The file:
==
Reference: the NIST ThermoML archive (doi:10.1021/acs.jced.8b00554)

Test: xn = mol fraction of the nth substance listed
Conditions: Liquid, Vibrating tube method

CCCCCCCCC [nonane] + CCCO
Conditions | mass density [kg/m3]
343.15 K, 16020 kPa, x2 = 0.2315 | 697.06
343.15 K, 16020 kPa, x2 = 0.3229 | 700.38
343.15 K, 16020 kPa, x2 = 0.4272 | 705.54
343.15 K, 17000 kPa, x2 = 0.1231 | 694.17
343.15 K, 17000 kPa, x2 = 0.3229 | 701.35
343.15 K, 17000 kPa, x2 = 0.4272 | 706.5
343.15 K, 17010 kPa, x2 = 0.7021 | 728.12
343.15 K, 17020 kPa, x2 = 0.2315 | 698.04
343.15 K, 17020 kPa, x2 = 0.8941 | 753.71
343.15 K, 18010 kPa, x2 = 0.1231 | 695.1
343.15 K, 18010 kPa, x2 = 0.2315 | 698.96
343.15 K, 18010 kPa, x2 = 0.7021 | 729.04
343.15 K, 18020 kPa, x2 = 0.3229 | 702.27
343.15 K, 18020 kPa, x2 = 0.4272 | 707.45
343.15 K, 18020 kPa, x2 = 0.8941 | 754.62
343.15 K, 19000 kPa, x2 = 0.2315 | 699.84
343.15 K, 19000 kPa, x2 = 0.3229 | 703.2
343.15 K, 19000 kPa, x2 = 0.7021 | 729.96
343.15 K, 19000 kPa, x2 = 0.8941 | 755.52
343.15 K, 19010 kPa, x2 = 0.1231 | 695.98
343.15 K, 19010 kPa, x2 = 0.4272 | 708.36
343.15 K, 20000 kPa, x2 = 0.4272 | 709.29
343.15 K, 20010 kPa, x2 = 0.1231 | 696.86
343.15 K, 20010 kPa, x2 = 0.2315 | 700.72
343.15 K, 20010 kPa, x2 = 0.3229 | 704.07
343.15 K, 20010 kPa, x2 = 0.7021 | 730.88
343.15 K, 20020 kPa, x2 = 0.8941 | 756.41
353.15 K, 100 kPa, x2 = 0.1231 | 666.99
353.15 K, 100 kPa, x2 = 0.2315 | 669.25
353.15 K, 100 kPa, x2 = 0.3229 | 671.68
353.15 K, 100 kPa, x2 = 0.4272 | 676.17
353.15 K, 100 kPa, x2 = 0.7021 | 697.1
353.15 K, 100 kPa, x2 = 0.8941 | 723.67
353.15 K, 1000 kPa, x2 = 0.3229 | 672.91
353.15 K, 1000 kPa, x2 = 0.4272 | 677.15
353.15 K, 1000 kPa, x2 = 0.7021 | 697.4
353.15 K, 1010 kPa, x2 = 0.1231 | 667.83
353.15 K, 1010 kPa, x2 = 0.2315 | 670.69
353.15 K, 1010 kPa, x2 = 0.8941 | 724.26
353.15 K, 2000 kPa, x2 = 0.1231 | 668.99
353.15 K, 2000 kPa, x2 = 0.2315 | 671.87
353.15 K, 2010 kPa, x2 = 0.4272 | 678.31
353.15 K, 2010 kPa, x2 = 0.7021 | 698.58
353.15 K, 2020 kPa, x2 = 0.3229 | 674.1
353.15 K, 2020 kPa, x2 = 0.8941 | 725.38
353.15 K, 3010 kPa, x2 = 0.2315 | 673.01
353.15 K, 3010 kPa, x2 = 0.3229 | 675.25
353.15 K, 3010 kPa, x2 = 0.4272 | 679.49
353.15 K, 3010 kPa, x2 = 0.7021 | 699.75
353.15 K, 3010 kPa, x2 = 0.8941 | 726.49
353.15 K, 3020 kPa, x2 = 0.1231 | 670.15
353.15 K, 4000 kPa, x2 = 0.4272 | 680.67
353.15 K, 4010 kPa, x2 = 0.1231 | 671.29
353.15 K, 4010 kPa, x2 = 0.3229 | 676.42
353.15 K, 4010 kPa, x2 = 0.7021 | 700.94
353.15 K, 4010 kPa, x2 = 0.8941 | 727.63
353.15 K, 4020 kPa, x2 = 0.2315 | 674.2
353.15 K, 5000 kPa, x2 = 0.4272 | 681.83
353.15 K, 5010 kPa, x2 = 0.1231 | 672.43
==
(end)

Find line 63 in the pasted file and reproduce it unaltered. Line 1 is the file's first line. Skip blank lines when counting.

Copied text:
353.15 K, 5000 kPa, x2 = 0.4272 | 681.83